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Everything posted by Berta

  1. As I recall ( have had CHAMPVA for 2 decades) a separate letter came from the VA when they awarded the Chapter 35 educational benefits ( They enclosed 2 Chap 35 apps with the decision) and the separate letter said I had to formally apply for CHAMPVA: https://www.va.gov/health-care/family-caregiver-benefits/champva/ Both CHAMPVA and Chap 35 are wonderful.I finished my degree under Chap 35. Not all tax offices have veteran's exceptions for property taxes. Your County Veterans Service Agency should have the forms you need, or your locale tax office. Long ago 3 vets and me ( widow of vet) went to some town hall meetings to pursue obtaining these exceptions to our Town property taxes. This is a farm community , but also has many veterans in it . Much to my surprise, (the Town voted for the exemption - you can be eligible to have 3 possible but can only get 2 of the three) they also voted in the exceptions for widows of deceased 100% SC veterans, which I get.
  2. Awgv001 is correct. Here is the form: https://www.va.gov/vaforms/va/pdf/va3288.pdf Using FOIA for C file requests ,from the claimant , who the C file belongs to , is not needed and will add more time to the request. But the letter does state that they will continue process your request under the Privacy Act. I would just wait for that result. You inservice SMRs and personnel file must be requested from NARA with a SF 180: https://www.archives.gov/veterans and can be done on line. They will give you a form on line to print out, sign it, copy it for your records, and then send it to where the site directs you too. VA Medical Records: This is one way: https://www.va.gov/health-care/get-medical-records/ or https://www.washingtondc.va.gov/patients/roi.asp or https://www.myhealth.va.gov/mhv-portal-web/ss20180620-get-your-va-health-record-quickly-and-easily As this VA link states: "You can still request medical record information from your VA facility Release of Information Office." They have a form there that you would have to sign.
  3. I think I saw somewhere today that you are a retiree-meaning you sure might be eligible for CRDP or CRSC. CRDP is supposed to be automatic- meaning VA will send DOD the info.But it does take time. CRSC has to be applied for. Here is the skinny: https://www.dfas.mil/retiredmilitary/disability/crdp.html Congrats on your success!!!!! And maybe you already get CRDP or CRSC? I hope your EED ( earliest effective date) is correct. If you applied within one year after your discharge, your EED should be the day after your discharge.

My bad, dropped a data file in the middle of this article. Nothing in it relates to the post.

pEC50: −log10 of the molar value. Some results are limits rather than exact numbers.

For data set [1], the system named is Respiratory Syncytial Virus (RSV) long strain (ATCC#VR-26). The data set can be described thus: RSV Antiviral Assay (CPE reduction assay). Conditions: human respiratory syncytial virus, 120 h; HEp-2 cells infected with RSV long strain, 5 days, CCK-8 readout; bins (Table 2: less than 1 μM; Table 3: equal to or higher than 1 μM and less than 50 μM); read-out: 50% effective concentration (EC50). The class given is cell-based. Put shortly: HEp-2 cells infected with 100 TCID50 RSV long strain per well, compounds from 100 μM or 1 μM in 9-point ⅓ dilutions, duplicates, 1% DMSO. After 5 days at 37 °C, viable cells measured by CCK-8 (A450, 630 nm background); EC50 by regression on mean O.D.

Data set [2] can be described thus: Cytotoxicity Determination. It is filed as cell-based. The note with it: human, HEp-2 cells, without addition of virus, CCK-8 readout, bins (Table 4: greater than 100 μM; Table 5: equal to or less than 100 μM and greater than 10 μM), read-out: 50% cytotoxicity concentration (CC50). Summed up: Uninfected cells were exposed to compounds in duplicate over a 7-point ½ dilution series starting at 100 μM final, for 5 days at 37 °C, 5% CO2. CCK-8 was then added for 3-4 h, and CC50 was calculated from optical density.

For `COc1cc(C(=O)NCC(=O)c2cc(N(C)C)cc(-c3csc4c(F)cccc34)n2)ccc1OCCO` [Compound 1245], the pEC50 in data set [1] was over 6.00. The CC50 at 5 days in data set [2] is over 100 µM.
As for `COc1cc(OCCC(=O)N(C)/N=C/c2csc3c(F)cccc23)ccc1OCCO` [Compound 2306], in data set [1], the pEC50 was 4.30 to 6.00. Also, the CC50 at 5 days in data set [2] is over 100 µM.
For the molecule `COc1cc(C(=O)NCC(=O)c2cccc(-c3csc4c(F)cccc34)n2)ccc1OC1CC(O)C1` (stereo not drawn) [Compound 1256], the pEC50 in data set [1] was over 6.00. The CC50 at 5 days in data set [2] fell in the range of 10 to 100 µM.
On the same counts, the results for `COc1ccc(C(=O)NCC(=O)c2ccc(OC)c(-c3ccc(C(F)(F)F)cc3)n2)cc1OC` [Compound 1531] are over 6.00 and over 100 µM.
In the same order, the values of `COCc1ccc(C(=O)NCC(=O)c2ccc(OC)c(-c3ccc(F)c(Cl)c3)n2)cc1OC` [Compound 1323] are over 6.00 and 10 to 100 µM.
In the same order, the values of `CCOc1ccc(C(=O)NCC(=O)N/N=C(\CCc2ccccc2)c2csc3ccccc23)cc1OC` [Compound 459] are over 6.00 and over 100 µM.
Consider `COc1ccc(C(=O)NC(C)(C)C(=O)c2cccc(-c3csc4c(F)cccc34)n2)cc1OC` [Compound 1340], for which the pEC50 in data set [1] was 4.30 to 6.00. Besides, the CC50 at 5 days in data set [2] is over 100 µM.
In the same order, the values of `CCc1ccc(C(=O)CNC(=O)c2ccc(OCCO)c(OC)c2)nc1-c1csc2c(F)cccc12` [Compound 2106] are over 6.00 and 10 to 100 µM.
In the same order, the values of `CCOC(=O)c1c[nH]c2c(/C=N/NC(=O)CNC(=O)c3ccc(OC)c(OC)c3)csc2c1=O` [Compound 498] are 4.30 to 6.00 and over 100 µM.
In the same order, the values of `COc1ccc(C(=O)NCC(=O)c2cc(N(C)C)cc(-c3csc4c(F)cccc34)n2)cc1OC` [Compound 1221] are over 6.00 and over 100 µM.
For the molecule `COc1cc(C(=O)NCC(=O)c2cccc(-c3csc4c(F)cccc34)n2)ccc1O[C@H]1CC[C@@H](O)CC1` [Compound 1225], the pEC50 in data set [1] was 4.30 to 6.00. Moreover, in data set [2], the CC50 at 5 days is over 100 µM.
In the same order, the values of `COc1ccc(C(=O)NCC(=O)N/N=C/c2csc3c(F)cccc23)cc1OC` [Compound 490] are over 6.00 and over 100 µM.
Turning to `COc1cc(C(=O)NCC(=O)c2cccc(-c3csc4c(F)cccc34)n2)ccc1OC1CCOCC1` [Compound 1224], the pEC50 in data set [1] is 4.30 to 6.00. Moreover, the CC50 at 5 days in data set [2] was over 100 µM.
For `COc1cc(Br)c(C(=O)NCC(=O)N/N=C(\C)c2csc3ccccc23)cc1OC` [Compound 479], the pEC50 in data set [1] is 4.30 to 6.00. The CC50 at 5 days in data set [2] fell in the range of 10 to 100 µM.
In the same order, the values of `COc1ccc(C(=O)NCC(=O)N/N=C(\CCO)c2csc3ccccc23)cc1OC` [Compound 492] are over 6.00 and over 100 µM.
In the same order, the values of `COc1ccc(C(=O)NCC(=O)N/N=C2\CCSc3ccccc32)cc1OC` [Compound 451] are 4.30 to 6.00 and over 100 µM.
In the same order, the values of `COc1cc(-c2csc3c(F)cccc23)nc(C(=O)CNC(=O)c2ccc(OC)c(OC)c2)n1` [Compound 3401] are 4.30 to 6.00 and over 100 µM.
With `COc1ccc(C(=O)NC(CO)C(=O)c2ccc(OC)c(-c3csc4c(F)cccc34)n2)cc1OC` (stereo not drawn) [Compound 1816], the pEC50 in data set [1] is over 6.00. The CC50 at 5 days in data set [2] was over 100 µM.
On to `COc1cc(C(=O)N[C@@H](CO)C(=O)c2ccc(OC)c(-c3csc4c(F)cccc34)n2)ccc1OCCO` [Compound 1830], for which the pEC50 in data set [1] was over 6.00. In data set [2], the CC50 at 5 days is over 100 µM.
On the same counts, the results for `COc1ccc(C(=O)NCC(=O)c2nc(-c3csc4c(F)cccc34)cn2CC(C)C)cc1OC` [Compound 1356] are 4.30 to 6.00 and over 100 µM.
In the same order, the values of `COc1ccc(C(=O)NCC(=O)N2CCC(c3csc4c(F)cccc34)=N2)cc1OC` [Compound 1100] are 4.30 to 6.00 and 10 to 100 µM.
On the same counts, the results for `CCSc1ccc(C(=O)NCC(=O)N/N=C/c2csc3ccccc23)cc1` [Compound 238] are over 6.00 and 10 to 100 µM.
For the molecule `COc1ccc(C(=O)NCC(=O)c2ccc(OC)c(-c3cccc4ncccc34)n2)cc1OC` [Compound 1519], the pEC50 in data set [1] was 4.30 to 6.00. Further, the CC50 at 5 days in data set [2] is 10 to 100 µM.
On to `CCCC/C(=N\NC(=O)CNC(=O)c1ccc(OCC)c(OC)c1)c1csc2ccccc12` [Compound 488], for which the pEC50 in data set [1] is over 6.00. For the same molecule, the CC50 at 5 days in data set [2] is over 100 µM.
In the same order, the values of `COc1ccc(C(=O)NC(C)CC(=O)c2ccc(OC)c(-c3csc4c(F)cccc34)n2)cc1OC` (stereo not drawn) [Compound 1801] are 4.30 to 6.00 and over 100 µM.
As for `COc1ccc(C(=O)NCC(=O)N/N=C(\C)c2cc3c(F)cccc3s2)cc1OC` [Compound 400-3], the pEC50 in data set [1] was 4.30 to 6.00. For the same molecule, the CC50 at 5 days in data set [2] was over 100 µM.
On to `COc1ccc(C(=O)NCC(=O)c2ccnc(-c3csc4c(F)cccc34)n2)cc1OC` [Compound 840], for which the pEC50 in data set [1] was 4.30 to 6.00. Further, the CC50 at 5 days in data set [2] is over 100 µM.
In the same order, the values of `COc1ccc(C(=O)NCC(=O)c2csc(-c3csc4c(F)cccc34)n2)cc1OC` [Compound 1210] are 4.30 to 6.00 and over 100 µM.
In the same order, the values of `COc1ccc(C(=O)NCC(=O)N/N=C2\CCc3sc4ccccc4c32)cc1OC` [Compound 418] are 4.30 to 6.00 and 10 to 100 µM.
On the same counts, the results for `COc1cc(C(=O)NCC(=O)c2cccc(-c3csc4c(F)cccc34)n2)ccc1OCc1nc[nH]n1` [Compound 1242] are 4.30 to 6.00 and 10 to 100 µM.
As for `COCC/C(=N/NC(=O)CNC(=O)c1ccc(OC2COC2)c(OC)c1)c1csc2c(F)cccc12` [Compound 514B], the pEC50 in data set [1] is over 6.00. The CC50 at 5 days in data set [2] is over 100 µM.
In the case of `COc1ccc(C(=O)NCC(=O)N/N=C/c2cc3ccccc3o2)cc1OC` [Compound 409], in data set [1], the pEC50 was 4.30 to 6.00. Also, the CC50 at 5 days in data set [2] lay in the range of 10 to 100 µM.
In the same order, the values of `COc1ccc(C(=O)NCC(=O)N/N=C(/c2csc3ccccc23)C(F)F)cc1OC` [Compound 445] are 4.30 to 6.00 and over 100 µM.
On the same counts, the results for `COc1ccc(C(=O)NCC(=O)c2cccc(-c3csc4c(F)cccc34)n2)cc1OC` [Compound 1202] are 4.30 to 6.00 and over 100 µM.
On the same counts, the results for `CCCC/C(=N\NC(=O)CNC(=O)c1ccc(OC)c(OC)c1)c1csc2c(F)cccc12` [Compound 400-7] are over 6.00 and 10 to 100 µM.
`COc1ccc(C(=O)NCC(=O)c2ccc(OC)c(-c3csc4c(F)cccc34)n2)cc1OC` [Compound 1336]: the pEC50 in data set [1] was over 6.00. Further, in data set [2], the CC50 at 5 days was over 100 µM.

4. This link might help: https://themilitarywallet.com/join-guard-reserves-va-service-connected-disability-rating/
  5. This could be a DOD problem but it is unusual- The VARO ignored my letters requesting audits many times in the past. I asked the IG to do a recent audit, as well as two VARO directors and the VISN District Counsel. The audit is in process and being done by St. Paul- far from those two ROs where past error were made. I sent to all above a copy of an additional audit ofmy DIC and other issues, that revealed evidence of errors to the tune of more than 98 thousand they had thought they didn't have to pay me, but as this separate audit shows, they finally did pay. Shrekthe tank made a good point- I have been doing research for someone who might join the reserves- I will try to find out the VA comp requirements
  6. There are a few other BVA decision regarding the USS Bausell: This vet was denied for AO in a 2013 BVA decision, but has a chance now , if he is aware of the new BWN AO regulations, to succeed: https://www.va.gov/vetapp13/files4/1331614.txt These are the past type of cases the VA is supposed to have gone through, to see if a BWN vet, denied in the past for AO exposure, could be considered as AO exposed, now, due to the new law. Hopefully this veteran has become aware of HR 299 and Procopio. I do not believe the VA really does a stringent check of past denied, but now potential ,AO claims due to new regulations, such as the AO IHD claims in 2010. There has been little info available from VA to publicize the new BWN AO issue. I hope BWN vets and/or their survivors find out about it. It is slowly making it's way in small on line newspapers and nothing as far as I know on TV since Sec Wilkie mentioned it at FOX news this past summer. When you file your claim, make sure -if you were denied in the past for AO exposure, yet had a denial and rating on an AO presumptive,- that VA knows of that denial so that you can obtain the best and earliest Effective date possible.